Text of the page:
Butchering Homegrown Chickens

| 1/11/2016 10:25:00 AM

Amy ConleyWe decided this past year we would raise meat chickens. We raised meat chickens before but this time we tried to do it the right way, if there is such a thing. We have read a lot of Joel Salatin’s books and he has some great ideas on raising meat chickens on pasture. It was our goal to raise them mostly on grass, moving them every morning so they can get a fresh salad bar daily. We raised some meat chickens a few years ago but they got way too big on just feed and the butchering process was ... how can I put it? Horrible. My first time butchering was not a pleasant experience. The chicken plucker that we borrowed stopped working after the first chicken. Have you ever plucked a dozen chickens by hand? It’s the worst. You have to remember that I was a first timer.

Setting up for Butchering

It took me a few years to decide I wanted to try it again. My husband and I were determined to get it right. He built a moveable coop from scrap wood that we had around the farm. With the help of some grain and fresh grass daily, the chickens got to be a good size in about 12 weeks.

When it was time for butchering, we had a plan. We set up a tent and table by our fire pit. We used the fire pit to boil water in a large canning pot in order to scald the birds. We made killing cones out of traffic cones that we attached to a saw horse. The woman at TSC got a little chuckle when I was looking for traffic cones and told her what I wanted to use them for. The first time I killed a chicken we used a stump and hatchet. The hatchet bounced my first strike and then I felt so bad I didn't kill the chicken with the first hit. The cones are much better. The chickens are upside down which kind of puts them at ease and me too. We then can easily slice their necks quickly after thanking them for being a part of our farm. We do it as humanely as possible.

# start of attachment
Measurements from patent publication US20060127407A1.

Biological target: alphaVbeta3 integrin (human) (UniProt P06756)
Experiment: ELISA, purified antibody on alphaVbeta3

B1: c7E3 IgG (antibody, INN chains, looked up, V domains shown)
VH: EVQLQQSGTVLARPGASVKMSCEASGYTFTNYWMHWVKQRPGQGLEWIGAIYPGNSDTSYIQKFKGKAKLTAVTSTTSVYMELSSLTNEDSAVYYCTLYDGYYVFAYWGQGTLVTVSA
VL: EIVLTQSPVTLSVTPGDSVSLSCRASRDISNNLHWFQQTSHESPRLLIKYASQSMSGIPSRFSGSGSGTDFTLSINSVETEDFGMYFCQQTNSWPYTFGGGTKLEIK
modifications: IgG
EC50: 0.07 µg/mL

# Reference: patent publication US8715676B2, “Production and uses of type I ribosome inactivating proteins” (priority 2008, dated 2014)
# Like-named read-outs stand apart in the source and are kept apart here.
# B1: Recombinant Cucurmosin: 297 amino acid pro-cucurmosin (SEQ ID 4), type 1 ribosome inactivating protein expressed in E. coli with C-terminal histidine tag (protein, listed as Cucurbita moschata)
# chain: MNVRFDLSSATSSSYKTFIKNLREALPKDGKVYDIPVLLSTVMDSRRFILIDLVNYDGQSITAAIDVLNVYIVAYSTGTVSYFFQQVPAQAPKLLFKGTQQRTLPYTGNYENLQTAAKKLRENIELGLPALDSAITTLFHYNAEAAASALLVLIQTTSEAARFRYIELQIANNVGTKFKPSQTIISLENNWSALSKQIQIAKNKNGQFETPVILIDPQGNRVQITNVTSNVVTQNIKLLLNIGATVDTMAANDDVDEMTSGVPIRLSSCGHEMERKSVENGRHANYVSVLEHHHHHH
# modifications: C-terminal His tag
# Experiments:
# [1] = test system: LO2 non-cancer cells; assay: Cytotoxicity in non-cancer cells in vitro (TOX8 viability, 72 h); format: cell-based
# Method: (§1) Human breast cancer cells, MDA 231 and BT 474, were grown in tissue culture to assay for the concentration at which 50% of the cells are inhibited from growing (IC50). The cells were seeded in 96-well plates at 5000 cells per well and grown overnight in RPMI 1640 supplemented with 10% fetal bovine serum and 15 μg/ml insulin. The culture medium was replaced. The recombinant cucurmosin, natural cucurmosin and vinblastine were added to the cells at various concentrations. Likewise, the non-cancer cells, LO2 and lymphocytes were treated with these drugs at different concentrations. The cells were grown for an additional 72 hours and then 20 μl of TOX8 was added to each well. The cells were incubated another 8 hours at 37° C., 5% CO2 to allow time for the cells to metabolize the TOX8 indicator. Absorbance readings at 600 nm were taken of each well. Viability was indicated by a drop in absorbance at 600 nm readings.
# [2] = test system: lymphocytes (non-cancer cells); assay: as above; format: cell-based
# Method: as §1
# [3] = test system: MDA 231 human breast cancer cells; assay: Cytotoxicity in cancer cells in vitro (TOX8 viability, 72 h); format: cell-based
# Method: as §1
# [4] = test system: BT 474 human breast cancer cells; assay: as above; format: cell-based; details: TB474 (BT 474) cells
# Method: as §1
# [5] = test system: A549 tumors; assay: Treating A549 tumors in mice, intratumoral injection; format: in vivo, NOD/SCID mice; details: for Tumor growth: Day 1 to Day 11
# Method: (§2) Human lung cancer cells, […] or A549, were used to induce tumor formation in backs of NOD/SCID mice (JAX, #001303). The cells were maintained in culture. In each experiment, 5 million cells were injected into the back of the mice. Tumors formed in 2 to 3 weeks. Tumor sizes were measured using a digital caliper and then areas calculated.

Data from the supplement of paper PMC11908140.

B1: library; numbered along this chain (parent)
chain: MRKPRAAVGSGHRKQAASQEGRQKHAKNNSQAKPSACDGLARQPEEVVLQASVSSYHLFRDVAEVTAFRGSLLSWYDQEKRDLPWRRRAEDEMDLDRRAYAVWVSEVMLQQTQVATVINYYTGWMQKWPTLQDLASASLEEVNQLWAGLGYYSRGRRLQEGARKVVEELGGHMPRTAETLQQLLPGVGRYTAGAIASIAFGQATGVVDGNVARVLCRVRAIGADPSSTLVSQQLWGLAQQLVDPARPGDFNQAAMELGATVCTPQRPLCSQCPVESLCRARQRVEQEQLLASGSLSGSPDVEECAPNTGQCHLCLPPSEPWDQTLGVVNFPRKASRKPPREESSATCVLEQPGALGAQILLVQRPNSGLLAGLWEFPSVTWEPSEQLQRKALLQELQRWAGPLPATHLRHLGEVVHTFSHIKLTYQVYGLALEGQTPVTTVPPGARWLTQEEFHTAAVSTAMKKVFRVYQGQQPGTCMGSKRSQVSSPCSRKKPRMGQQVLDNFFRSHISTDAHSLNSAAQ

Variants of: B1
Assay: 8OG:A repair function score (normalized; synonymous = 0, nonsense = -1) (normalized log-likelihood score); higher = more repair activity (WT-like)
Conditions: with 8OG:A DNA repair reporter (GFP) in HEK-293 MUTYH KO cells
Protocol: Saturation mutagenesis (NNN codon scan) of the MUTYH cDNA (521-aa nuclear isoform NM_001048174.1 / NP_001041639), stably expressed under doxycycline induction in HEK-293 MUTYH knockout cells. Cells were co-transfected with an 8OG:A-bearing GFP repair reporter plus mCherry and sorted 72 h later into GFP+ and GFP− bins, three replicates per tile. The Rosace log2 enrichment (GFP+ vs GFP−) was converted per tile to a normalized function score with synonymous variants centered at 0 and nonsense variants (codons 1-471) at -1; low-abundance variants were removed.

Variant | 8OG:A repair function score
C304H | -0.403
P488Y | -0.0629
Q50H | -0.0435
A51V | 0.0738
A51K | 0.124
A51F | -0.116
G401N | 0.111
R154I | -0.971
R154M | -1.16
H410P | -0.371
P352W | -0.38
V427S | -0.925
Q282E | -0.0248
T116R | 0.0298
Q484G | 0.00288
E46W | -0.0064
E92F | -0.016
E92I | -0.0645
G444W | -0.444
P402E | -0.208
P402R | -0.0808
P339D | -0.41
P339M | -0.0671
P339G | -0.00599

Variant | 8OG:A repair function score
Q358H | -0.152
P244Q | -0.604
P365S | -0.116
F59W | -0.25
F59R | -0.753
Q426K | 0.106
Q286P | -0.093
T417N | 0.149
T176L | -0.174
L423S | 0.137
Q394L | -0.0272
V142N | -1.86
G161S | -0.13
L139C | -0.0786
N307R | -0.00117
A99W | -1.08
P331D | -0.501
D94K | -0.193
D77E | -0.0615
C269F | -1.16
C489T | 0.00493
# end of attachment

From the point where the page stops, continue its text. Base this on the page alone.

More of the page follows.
One chicken down, 26 more

We also borrowed a chicken plucker from our neighbor. It worked great. We are so grateful to have neighbors that are farmers too and help us out. Our whole process was like a well oiled machine. We took three chickens at a time and put them in the cones. The first one, my husband handed me the knife. He said, how can I blog about it if I don’t do it. So I took care of the first one and he did the rest. We went through the process of plucking, gutting and cleaning them outside. We put them in a cooler until they went inside where I cut them up and packaged them for freezing.  We even got the boys involved. They caught many of the chickens and brought them to us. The two older boys each gutted a chicken which totally grossed them out. My husband explained to them each of the parts they were pulling out so they can learn about anatomy so it didn't seem so gross to them.

Subscribe today

Capper's FarmerWant to rediscover what made grandma’s house the fun place we all remember? Capper’s Farmer — the newly restored publication from the rural know-how experts at Grit.com — updates the tried-and-true methods your grandparents used for cooking, crafting, gardening and so much more. Subscribe today and discover the joys of homemade living and homesteading insight — with a dash of modern living — that makes up the new Capper’s Farmer.

Save Even More Money with our automatic renewal savings plan!

Pay now with a credit card and take advantage of our automatic renewal savings plan. You save an additional $6 and get 4 issues of Capper's Farmer for only $16.95 (USA only).

Or, Bill Me Later and I'll pay just $22.95 for a one year subscription!

Facebook Pinterest Instagram YouTube Twitter

Free Product Information Classifieds

click me